• Join over 1.2 million students every month
  • Accelerate your learning by 29%
  • Unlimited access from just £6.99 per month

REad all About it

Extracts from this document...

Introduction

Plan: My Statistics coursework!

Introduction

In my coursework I am trying to prove and disprove my hypotheses that I have mentioned below. I am using two newspapers, which are “The Metro” and “The Daily Mail.”

Students, who use the train or the bus, in the morning, to get to university or school, mainly read the metro. Also, men and women who use the same transport to get to work would also read the paper. These are the papers target audience. So therefore, to the benefit of the students the newspaper would use smaller words or not too complicated long words. Typically, the paper would have smaller words and fewer words in a sentence. We also expect there to be bigger pictures with less text than the Daily Mail.

Older people, educated people and conservative minded tend to read “The Daily Mail.” These are typically the target audience of the newspaper. So everyone would expect that the newspaper would use long complicated words and typically the paper would have longer words and more words in sentences. We also expect there to be more information and less picture (and smaller).

Hypotheses

1. “The Daily Mail” has longer words than “The Metro”

2. “The Metro” has fewer words in a sentence than in “The Daily Mail”

3. “The Metro” has bigger pictures (area) than in “The Daily Mail”

Planning of hypothesis 1  

“The Daily Mail” has longer words than “The Metro”

I will sample 1000 words in total from each newspaper.

I have chosen 1000 words because I would want to choose a number of words, which I could draw a decent conclusion with. I don’t want to only take a sample of 20 words as it would not prove or disprove the hypothesis in any way, as it would not be an overall conclusion.

...read more.

Middle

. In order to achieve the total number of words from each newspaper I will have to collect 1000 words. I could’ve collected all 1000 words in one day but it wouldn’t represent the newspaper fairly. This is because, if on a day, the newspaper is using very long words and they usually use fairly small words then the results I have collected were biased. It wouldn’t be accurate, as it hasn’t treated the newspaper fairly. By fair I mean, the collected data was false and inaccurate so a variety of days needs to be chosen. Also, the newspaper might have chosen to use fairly small words on a day which could cause problems. To solve this problem, I will do this over Monday to Friday so any anomalous results don’t get noticed that much and the results would still be reliable. By reliable, I mean the data could be trusted.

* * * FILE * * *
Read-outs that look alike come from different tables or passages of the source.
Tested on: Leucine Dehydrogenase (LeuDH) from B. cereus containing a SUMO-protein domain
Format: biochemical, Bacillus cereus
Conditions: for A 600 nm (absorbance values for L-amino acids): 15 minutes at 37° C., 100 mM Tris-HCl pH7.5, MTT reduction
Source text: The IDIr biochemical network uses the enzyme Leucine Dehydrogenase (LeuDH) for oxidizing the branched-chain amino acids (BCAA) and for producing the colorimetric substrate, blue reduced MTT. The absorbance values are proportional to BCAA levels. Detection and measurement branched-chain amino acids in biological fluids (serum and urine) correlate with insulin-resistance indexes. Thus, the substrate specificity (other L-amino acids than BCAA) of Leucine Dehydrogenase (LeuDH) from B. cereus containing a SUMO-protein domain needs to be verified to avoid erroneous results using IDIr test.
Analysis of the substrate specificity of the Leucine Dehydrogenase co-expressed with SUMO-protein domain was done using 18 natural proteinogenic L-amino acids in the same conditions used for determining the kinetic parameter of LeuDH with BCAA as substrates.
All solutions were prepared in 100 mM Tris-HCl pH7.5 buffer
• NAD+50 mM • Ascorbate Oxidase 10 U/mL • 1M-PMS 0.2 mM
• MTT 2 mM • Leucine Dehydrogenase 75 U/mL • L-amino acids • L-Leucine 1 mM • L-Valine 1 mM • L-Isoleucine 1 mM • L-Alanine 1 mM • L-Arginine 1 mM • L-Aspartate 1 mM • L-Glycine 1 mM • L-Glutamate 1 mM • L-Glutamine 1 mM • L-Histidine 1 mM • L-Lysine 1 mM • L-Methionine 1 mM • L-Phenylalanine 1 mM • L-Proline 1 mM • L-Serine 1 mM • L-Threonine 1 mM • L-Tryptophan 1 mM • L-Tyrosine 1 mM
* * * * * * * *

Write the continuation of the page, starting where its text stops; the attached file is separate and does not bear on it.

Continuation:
Planning of hypothesis 2  

“The Metro” has fewer words in a sentence than in “The Daily Mail”

I will sample 400 sentences in total from each newspaper.

I have chosen 400 sentences because I would want to choose a number of sentences, which I could draw a decent conclusion with. I don’t wan to only take a sample of 40 sentences, as they could be misleading. By accident, I could choose 40 long sentences or 40 short sentences. If that happened then the investigation would be pointless. This would most probably be just an overall summary of the page rather than the whole newspaper. I would want a decent number of sentences to investigate which I could use to figure out a decent conclusion to prove of disprove the hypothesis.

...read more.

Conclusion

3.  This would go into a category like 30cm3<picture size<40cm3.

I will do this over Monday to Friday so the total pictures are 100 pictures.